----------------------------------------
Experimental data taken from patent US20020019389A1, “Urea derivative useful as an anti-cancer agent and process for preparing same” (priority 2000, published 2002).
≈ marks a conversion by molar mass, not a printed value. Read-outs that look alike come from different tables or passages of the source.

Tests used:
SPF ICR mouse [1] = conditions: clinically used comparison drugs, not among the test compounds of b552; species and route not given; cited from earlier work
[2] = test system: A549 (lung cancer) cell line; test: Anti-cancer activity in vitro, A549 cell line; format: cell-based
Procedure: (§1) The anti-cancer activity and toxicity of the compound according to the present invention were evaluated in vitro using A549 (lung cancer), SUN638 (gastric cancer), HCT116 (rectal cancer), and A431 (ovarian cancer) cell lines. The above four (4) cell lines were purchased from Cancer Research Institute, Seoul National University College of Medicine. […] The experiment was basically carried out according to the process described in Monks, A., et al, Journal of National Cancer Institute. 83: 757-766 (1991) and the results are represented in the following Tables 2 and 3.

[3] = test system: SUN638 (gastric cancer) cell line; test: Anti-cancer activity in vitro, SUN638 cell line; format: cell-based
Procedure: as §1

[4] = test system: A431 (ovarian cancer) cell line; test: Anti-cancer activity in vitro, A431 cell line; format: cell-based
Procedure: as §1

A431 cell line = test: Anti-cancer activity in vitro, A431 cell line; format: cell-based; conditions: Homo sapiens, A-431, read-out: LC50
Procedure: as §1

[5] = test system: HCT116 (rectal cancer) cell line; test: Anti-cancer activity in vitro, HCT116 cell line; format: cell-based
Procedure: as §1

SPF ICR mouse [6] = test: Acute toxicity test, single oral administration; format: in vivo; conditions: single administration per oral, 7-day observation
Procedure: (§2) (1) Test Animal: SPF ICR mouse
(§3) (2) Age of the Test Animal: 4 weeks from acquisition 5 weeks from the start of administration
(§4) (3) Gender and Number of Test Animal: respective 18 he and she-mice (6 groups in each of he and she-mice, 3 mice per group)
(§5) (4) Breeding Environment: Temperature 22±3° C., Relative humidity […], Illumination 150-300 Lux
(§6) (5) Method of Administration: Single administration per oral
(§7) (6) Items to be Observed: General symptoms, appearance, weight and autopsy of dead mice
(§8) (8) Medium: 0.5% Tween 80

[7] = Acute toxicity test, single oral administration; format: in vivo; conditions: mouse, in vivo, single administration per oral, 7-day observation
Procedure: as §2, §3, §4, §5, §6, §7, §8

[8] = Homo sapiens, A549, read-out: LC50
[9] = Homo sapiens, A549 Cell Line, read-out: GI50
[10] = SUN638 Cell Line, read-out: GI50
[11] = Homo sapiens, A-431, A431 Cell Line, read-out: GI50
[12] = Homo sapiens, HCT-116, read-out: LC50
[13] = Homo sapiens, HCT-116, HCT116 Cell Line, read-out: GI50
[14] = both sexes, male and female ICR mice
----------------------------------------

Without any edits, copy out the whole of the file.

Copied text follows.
Experimental data taken from patent US20020019389A1, “Urea derivative useful as an anti-cancer agent and process for preparing same” (priority 2000, published 2002).
≈ marks a conversion by molar mass, not a printed value. Read-outs that look alike come from different tables or passages of the source.

Tests used:
SPF ICR mouse [1] = conditions: clinically used comparison drugs, not among the test compounds of b552; species and route not given; cited from earlier work
[2] = test system: A549 (lung cancer) cell line; test: Anti-cancer activity in vitro, A549 cell line; format: cell-based
Procedure: (§1) The anti-cancer activity and toxicity of the compound according to the present invention were evaluated in vitro using A549 (lung cancer), SUN638 (gastric cancer), HCT116 (rectal cancer), and A431 (ovarian cancer) cell lines. The above four (4) cell lines were purchased from Cancer Research Institute, Seoul National University College of Medicine. […] The experiment was basically carried out according to the process described in Monks, A., et al, Journal of National Cancer Institute. 83: 757-766 (1991) and the results are represented in the following Tables 2 and 3.

[3] = test system: SUN638 (gastric cancer) cell line; test: Anti-cancer activity in vitro, SUN638 cell line; format: cell-based
Procedure: as §1

[4] = test system: A431 (ovarian cancer) cell line; test: Anti-cancer activity in vitro, A431 cell line; format: cell-based
Procedure: as §1

A431 cell line = test: Anti-cancer activity in vitro, A431 cell line; format: cell-based; conditions: Homo sapiens, A-431, read-out: LC50
Procedure: as §1

[5] = test system: HCT116 (rectal cancer) cell line; test: Anti-cancer activity in vitro, HCT116 cell line; format: cell-based
Procedure: as §1

SPF ICR mouse [6] = test: Acute toxicity test, single oral administration; format: in vivo; conditions: single administration per oral, 7-day observation
Procedure: (§2) (1) Test Animal: SPF ICR mouse
(§3) (2) Age of the Test Animal: 4 weeks from acquisition 5 weeks from the start of administration
(§4) (3) Gender and Number of Test Animal: respective 18 he and she-mice (6 groups in each of he and she-mice, 3 mice per group)
(§5) (4) Breeding Environment: Temperature 22±3° C., Relative humidity […], Illumination 150-300 Lux
(§6) (5) Method of Administration: Single administration per oral
(§7) (6) Items to be Observed: General symptoms, appearance, weight and autopsy of dead mice
(§8) (8) Medium: 0.5% Tween 80

[7] = Acute toxicity test, single oral administration; format: in vivo; conditions: mouse, in vivo, single administration per oral, 7-day observation
Procedure: as §2, §3, §4, §5, §6, §7, §8

[8] = Homo sapiens, A549, read-out: LC50
[9] = Homo sapiens, A549 Cell Line, read-out: GI50
[10] = SUN638 Cell Line, read-out: GI50
[11] = Homo sapiens, A-431, A431 Cell Line, read-out: GI50
[12] = Homo sapiens, HCT-116, read-out: LC50
[13] = Homo sapiens, HCT-116, HCT116 Cell Line, read-out: GI50
[14] = both sexes, male and female ICR mice